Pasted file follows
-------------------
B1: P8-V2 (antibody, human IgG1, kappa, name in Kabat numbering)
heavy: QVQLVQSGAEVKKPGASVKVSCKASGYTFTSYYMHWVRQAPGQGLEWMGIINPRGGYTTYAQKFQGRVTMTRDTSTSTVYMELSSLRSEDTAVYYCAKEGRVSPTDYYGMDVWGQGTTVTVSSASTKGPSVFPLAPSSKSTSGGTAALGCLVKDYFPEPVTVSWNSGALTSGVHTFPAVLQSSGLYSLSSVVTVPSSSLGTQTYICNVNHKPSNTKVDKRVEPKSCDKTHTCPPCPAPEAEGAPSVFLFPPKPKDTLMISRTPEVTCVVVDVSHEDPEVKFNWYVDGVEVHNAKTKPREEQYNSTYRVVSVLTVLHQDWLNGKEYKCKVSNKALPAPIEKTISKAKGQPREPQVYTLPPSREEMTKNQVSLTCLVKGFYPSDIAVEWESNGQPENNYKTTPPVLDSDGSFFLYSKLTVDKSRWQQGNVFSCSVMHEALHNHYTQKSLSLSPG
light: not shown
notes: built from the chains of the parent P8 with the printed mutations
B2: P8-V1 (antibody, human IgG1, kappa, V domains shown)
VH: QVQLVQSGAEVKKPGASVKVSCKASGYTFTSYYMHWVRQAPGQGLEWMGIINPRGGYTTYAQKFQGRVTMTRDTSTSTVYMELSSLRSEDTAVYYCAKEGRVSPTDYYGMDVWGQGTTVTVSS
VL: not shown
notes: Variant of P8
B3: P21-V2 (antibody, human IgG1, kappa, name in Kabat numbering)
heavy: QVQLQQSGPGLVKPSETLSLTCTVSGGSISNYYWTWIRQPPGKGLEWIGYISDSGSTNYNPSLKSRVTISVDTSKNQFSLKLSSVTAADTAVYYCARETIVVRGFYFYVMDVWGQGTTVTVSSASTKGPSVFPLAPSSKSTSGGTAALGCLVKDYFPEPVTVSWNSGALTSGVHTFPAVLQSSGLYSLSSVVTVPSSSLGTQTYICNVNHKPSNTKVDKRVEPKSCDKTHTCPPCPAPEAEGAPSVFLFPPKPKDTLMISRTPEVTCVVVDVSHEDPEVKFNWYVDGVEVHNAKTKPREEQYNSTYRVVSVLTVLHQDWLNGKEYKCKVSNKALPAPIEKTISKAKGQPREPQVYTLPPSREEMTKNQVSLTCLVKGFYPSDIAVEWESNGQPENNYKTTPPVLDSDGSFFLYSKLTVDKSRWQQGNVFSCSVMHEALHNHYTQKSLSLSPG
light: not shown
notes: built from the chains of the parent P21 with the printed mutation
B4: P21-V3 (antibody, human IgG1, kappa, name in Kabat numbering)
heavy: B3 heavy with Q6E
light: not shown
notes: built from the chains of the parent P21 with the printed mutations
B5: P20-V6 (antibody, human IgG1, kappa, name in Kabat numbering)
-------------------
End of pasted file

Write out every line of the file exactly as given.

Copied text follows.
B1: P8-V2 (antibody, human IgG1, kappa, name in Kabat numbering)
heavy: QVQLVQSGAEVKKPGASVKVSCKASGYTFTSYYMHWVRQAPGQGLEWMGIINPRGGYTTYAQKFQGRVTMTRDTSTSTVYMELSSLRSEDTAVYYCAKEGRVSPTDYYGMDVWGQGTTVTVSSASTKGPSVFPLAPSSKSTSGGTAALGCLVKDYFPEPVTVSWNSGALTSGVHTFPAVLQSSGLYSLSSVVTVPSSSLGTQTYICNVNHKPSNTKVDKRVEPKSCDKTHTCPPCPAPEAEGAPSVFLFPPKPKDTLMISRTPEVTCVVVDVSHEDPEVKFNWYVDGVEVHNAKTKPREEQYNSTYRVVSVLTVLHQDWLNGKEYKCKVSNKALPAPIEKTISKAKGQPREPQVYTLPPSREEMTKNQVSLTCLVKGFYPSDIAVEWESNGQPENNYKTTPPVLDSDGSFFLYSKLTVDKSRWQQGNVFSCSVMHEALHNHYTQKSLSLSPG
light: not shown
notes: built from the chains of the parent P8 with the printed mutations
B2: P8-V1 (antibody, human IgG1, kappa, V domains shown)
VH: QVQLVQSGAEVKKPGASVKVSCKASGYTFTSYYMHWVRQAPGQGLEWMGIINPRGGYTTYAQKFQGRVTMTRDTSTSTVYMELSSLRSEDTAVYYCAKEGRVSPTDYYGMDVWGQGTTVTVSS
VL: not shown
notes: Variant of P8
B3: P21-V2 (antibody, human IgG1, kappa, name in Kabat numbering)
heavy: QVQLQQSGPGLVKPSETLSLTCTVSGGSISNYYWTWIRQPPGKGLEWIGYISDSGSTNYNPSLKSRVTISVDTSKNQFSLKLSSVTAADTAVYYCARETIVVRGFYFYVMDVWGQGTTVTVSSASTKGPSVFPLAPSSKSTSGGTAALGCLVKDYFPEPVTVSWNSGALTSGVHTFPAVLQSSGLYSLSSVVTVPSSSLGTQTYICNVNHKPSNTKVDKRVEPKSCDKTHTCPPCPAPEAEGAPSVFLFPPKPKDTLMISRTPEVTCVVVDVSHEDPEVKFNWYVDGVEVHNAKTKPREEQYNSTYRVVSVLTVLHQDWLNGKEYKCKVSNKALPAPIEKTISKAKGQPREPQVYTLPPSREEMTKNQVSLTCLVKGFYPSDIAVEWESNGQPENNYKTTPPVLDSDGSFFLYSKLTVDKSRWQQGNVFSCSVMHEALHNHYTQKSLSLSPG
light: not shown
notes: built from the chains of the parent P21 with the printed mutation
B4: P21-V3 (antibody, human IgG1, kappa, name in Kabat numbering)
heavy: B3 heavy with Q6E
light: not shown
notes: built from the chains of the parent P21 with the printed mutations
B5: P20-V6 (antibody, human IgG1, kappa, name in Kabat numbering)